LA’s freeway system consists of 527 miles of streets. These twelve long strips of asphalt and concrete connect us to the people and places of this great region. But they also pollute and divide neighborhoods – a story that is picked up in the current news cycle and processed into a political debate. “Freewaytopia” is a new book that examines how freeways have shaped Los Angeles – for better and for worse.
“[Los Angeles is] the intertwining of celebrity and highways. They are, so to speak, the cathedrals of our city. They are those sexy landmarks, world famous, and they help define Los Angeles, ”writer Paul Haddad told KCRW.
Haddad argues that every highway has its own personality. “They take on these personalities, which reflect the drivers passing through or the neighborhood. And there is a kind of emotional validation loop between the driver and the motorway. “
He uses the example of the patch of the 405 that goes through the Sepulveda Pass. “We all hate the San Diego Freeway because it’s the busiest freeway in the country. And that’s why everything about it is great. … It has big nicknames that we attach to it, like Carmageddon. ”
In other circumstances, Haddad said motorways can take on more positive connotations. “You have the Harbor Freeway and the Golden State Freeway. These are workhorses. These are highways that are like, ‘Your buddy has a pickup truck and he’ll haul all of your things for you for just a few six-packs,’ right? And there are a lot of trucks and they rely on the transportation of goods and goods. So these are your reliable highways. “
The racist legacy of the LA freeways
Haddad admits that while highways are inanimate objects, they can be racist guidelines.
“We expect that. And even Caltrans, the California transportation group here that designs and manages the highways, made a statement late last year recognizing that minorities are placing a disproportionate burden, and that [freeways] have bothered [those] Communities more than wealthy neighborhoods, ”says Haddad.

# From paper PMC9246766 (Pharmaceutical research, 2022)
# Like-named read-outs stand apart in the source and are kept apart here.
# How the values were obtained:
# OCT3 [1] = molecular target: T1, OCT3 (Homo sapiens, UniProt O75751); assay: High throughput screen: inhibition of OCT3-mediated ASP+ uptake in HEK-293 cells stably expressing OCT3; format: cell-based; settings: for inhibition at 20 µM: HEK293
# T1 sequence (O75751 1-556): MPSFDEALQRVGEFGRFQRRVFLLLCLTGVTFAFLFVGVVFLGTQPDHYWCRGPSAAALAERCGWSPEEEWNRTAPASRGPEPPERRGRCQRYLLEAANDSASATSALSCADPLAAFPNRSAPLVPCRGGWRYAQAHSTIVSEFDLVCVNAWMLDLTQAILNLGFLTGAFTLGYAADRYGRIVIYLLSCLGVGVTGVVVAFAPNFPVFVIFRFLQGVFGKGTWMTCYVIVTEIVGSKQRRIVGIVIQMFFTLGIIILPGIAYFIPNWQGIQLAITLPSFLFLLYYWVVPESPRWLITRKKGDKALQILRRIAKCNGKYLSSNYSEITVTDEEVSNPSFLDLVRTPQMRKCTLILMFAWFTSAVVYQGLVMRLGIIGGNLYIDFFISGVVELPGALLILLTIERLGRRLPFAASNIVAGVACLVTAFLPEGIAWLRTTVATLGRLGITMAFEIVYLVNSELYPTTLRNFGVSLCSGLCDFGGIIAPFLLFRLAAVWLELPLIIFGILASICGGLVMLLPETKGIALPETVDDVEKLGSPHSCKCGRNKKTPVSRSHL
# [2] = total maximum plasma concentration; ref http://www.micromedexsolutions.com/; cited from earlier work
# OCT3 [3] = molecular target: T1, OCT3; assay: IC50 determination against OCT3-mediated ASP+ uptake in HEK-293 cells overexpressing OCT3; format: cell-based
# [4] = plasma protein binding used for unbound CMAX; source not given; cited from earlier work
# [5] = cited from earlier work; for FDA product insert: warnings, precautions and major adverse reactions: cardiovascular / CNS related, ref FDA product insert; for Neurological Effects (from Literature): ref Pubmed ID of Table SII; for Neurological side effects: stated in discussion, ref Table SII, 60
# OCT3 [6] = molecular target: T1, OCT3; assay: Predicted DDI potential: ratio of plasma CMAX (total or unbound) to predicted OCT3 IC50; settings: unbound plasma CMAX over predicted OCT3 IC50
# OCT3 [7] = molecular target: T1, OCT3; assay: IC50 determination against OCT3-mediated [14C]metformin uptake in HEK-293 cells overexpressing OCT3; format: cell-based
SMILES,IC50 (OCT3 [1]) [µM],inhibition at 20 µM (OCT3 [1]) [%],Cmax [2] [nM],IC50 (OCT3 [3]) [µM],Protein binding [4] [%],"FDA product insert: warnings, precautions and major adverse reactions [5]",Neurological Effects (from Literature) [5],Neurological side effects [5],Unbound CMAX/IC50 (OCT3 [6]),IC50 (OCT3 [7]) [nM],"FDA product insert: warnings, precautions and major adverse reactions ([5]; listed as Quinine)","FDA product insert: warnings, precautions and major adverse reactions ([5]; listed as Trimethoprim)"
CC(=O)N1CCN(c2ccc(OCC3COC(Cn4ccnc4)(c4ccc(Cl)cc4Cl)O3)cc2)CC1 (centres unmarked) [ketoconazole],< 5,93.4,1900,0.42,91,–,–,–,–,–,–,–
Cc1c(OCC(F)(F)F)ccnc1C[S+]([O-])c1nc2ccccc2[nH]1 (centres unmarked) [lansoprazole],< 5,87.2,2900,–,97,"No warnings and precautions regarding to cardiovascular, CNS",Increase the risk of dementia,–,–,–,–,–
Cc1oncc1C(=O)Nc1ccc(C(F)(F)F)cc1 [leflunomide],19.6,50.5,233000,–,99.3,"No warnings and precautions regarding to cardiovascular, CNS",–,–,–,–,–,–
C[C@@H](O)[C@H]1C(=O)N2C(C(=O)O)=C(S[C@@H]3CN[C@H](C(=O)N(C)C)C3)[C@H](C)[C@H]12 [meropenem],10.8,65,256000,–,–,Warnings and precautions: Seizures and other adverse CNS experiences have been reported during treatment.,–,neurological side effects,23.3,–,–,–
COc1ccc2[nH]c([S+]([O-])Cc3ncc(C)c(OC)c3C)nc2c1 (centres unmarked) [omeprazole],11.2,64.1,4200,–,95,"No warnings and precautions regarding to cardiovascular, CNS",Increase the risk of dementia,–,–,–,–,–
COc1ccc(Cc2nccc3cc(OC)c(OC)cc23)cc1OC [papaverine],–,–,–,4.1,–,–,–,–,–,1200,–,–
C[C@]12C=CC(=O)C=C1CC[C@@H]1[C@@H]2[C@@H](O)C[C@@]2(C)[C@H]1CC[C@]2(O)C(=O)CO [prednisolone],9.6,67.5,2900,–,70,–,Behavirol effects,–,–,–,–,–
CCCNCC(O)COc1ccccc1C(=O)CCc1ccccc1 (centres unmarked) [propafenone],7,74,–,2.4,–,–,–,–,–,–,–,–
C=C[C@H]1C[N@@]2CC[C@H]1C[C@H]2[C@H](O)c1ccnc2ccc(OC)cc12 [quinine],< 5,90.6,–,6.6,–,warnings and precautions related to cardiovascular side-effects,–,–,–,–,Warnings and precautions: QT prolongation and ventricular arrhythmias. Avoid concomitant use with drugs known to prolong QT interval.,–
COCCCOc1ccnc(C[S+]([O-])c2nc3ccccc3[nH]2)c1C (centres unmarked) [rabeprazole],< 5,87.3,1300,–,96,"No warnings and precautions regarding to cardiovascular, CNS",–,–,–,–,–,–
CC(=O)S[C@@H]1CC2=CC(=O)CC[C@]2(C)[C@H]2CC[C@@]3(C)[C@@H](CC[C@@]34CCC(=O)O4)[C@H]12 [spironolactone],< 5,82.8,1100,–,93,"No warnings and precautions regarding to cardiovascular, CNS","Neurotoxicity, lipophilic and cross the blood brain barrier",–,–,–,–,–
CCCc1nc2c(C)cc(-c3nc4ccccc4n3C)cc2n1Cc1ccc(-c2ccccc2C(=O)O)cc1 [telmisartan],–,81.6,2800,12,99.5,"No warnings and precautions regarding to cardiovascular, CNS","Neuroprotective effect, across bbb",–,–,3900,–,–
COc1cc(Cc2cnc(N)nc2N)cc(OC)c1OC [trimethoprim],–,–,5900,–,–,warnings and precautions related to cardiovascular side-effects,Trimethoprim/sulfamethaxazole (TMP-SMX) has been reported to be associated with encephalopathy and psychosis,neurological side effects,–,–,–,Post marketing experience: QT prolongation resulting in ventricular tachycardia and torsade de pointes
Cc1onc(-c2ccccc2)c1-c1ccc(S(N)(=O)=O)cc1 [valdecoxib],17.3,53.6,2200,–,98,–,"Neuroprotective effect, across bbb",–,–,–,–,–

He uses the example of the Beverly Hills Freeway, which would have started at 405, runs along Santa Monica Boulevard and would be connected to the current 2, the Glendale Freeway. It was never built.
“I think when you talk about injustices in infrastructure and highways, you also have to look where no highways are being built,” says Haddad. “And certainly the Beverly Hills Freeway that runs through the Westside wasn’t built because there were enough people, powerful people, to oppose it and make sure it didn’t go through their neighborhood.”
While writing Freewaytopia, Haddad says he learned more about Angelenos’ suppression of color. He says many black communities in Crenshaw, South LA and Santa Monica were torn apart during the construction of the 10 Freeway.
“There were a lot of black families over there at the western end of the Santa Monica Freeway who couldn’t find another place to stay,” he explains. “Not only have they been evicted through the significant area of the motorway they are driving through, but they have not been able to find any other accommodation because of the remains of redlining. And they had to turn to the Fair Housing Council to try to alleviate this problem. “
What do we do now?
Amid calls for private cars to be abandoned for public transit and other eco-friendly alternatives, Haddad says it would be difficult to completely shut down freeways in LA since Angelenos relies on them. But he says there is still a lot of work to be done to ease traffic jams and repair neighborhoods torn apart by highways. He points to the potential of building cap parks over submerged freeways, such as a piece of the 101 in Hollywood.
“A green belt there would cost more than a billion dollars. But … look at the benefits, both health and soul, that would be offered to people in these very dense neighborhoods in the Hollywood area, ”he explains. “It would be great if there were environmental impact reports that we could do for some of the underwater highways through the dense areas of Los Angeles.”